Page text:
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Asymmetry in the prime rate and firms' preference for internal finance

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  • Michael Dueker
  • Daniel L. Thornton

Abstract

This article tests for asymmetry in thebehavior of bank lending rates by testing the hypothesis that the prime rate responds more fully and quickly to increase than decreases in market interest rates. The econometric methodology used is better suited to the discreteness and rigidity of the prime rate than that of previous studies. Our results suggest that banks adjust the prime rate asymmetrically in response to change in the discount rate, the commercial paper rate, and the spread between the prime and commercial paper rates. Asymmetry in bank lending rates is implied by several explanations for the preference among small firms for internal finance. Asymmetry in bank lending rates may result from the fact that individual banks have acquired costly information which prevents their customers from responding quickly to changes in loan terms, or it may stem from a cyclical "lemons" premium resulting from informational asymmetries [Oliner and Rudebusch (1992)]. Either way, asymmetric behavior of bank lending rates, such as the prime rate, may be part of a more complete explanation of small firms' preference for internal finance.

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Bibliographic Info

Paper provided by Federal Reserve Bank of St. Louis in its series Working Papers with number 1994-017.

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Date of creation: 1994
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Handle: RePEc:fip:fedlwp:1994-017

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Keywords: Corporations - Finance ; Prime rate;

References

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  1. Cover, James Peery, 1992. "Asymmetric Effects of Positive and Negative Money-Supply Shocks," The Quarterly Journal of Economics, MIT Press, vol. 107(4), pages 1261-82, November.
  2. Forbes, Shawn M. & Mayne, Lucille S., 1989. "A friction model of the prime," Journal of Banking & Finance, Elsevier, vol. 13(1), pages 127-135, March.
  3. Mark Gertler, 1988. "Financial structure and aggregate economic activity: an overview," Proceedings, Federal Reserve Bank of Cleveland, pages 559-596.
  4. Anil K. Kashyap & Jeremy C. Stein & David W. Wilcox, 1991. "Monetary policy and credit conditions: evidence from the composition of external finance," Finance and Economics Discussion Series 154, Board of Governors of the Federal Reserve System (U.S.).
  5. Timothy H. Hannan, 1989. "Foundations of the structure-conduct-performance paradigm," Finance and Economics Discussion Series 83, Board of Governors of the Federal Reserve System (U.S.).
  6. Ben S. Bernanke & Alan S. Blinder, 1989. "The federal funds rate and the channels of monetary transmission," Working Papers 89-10, Federal Reserve Bank of Philadelphia.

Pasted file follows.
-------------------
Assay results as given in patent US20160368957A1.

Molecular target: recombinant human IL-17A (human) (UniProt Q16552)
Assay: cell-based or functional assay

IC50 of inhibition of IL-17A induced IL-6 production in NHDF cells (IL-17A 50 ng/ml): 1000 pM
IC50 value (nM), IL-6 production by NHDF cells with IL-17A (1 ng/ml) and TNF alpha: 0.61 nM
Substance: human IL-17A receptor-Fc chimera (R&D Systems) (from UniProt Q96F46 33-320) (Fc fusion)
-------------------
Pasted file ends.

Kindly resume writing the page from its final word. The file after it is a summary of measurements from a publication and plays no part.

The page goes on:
7. Rajan, Raghuram G, 1992. " Insiders and Outsiders: The Choice between Informed and Arm's-Length Debt," Journal of Finance, American Finance Association, vol. 47(4), pages 1367-400, September.
  8. Simon Gilchrist & Charles P. Himmelberg, 1993. "Evidence on the role of cash flow for investment," Finance and Economics Discussion Series 93-7, Board of Governors of the Federal Reserve System (U.S.).
  9. Hausman, J.A. & Lo, A.W. & MacKinlay, A.C., 1991. "An Ordered Probit Analysis of Transaction Stock Prices," Weiss Center Working Papers 26-91, Wharton School - Weiss Center for International Financial Research.
  10. Gertler, Mark & Gilchrist, Simon, 1994. "Monetary Policy, Business Cycles, and the Behavior of Small Manufacturing Firms," The Quarterly Journal of Economics, MIT Press, vol. 109(2), pages 309-40, May.
  11. Ben S. Bernanke & Cara S. Lown, 1991. "The Credit Crunch," Brookings Papers on Economic Activity, Economic Studies Program, The Brookings Institution, vol. 22(2), pages 205-248.
  12. Steven M. Fazzari & Bruce C. Petersen, 1993. "Working Capital and Fixed Investment: New Evidence on Financing Constraints," RAND Journal of Economics, The RAND Corporation, vol. 24(3), pages 328-342, Autumn.
  13. Hannan, Timothy H, 1991. "Foundations of the Structure-Conduct-Performance Paradigm in Banking," Journal of Money, Credit and Banking, Blackwell Publishing, vol. 23(1), pages 68-84, February.
  14. Cook, Timothy & Hahn, Thomas, 1988. "The Information Content of Discount Rate Announcements and Their Effect on Market Interest Rates," Journal of Money, Credit and Banking, Blackwell Publishing, vol. 20(2), pages 167-80, May.
  15. Thornton, Daniel L, 1994. "Why Do T-Bill Rates React to Discount Rate Changes?," Journal of Money, Credit and Banking, Blackwell Publishing, vol. 26(4), pages 839-50, November.
  16. Stephen D. Oliner & Glenn D. Rudebusch, 1993. "Is there a bank credit channel for monetary policy?," Finance and Economics Discussion Series 93-8, Board of Governors of the Federal Reserve System (U.S.).
  17. Donald P. Morgan, 1992. "Are bank loans a force in monetary policy?," Economic Review, Federal Reserve Bank of Kansas City, issue Q II, pages 31-41.
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Cited by:
  1. Kobayashi, Teruyoshi, 2009. "Announcements and the effectiveness of monetary policy: A view from the US prime rate," Journal of Banking & Finance, Elsevier, vol. 33(12), pages 2253-2266, December.

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